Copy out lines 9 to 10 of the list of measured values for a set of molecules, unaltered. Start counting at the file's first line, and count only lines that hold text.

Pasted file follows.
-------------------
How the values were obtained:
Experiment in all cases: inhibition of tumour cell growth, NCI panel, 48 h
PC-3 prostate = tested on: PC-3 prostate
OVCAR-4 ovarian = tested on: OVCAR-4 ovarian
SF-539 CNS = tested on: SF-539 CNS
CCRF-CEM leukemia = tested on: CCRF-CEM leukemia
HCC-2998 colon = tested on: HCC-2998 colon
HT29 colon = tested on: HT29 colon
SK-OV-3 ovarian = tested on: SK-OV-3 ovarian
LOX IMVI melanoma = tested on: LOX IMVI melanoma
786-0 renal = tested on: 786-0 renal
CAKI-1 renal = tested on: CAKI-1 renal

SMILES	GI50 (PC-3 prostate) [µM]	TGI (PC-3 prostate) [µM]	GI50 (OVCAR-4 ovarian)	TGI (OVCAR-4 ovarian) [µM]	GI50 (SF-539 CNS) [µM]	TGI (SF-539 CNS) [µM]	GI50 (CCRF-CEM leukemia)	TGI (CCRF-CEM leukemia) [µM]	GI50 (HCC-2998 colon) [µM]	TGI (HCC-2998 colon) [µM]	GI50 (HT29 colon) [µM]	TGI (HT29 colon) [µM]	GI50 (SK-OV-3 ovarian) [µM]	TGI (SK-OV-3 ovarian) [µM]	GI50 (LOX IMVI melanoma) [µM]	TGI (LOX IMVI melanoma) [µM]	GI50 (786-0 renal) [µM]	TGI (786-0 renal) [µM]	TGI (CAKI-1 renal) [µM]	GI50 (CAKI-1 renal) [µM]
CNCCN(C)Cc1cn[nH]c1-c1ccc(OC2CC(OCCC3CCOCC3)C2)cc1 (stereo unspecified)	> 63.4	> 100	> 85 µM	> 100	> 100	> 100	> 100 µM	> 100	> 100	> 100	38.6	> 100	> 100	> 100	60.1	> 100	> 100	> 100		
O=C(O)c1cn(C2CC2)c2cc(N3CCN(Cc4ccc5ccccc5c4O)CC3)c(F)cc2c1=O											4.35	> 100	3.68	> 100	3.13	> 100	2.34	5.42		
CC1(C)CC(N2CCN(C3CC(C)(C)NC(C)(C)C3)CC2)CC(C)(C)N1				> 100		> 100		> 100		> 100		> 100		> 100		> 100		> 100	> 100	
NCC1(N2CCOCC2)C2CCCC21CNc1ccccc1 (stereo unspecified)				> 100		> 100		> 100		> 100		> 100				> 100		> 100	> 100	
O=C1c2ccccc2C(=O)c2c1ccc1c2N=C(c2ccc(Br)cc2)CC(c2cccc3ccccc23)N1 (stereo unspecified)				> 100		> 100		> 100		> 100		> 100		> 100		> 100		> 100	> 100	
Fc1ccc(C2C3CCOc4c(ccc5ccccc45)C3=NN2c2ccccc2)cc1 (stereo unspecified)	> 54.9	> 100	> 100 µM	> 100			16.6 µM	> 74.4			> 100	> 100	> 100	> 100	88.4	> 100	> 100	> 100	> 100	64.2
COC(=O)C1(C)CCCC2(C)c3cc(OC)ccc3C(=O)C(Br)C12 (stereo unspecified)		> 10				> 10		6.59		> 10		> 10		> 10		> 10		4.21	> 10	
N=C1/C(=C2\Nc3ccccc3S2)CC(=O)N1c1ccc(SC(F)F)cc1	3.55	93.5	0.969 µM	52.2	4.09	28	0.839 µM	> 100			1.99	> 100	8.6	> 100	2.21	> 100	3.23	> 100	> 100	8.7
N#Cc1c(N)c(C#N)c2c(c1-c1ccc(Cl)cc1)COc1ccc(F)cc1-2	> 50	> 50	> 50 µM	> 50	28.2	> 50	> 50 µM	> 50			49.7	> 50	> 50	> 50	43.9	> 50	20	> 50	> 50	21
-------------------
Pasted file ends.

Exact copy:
SK-OV-3 ovarian = tested on: SK-OV-3 ovarian
LOX IMVI melanoma = tested on: LOX IMVI melanoma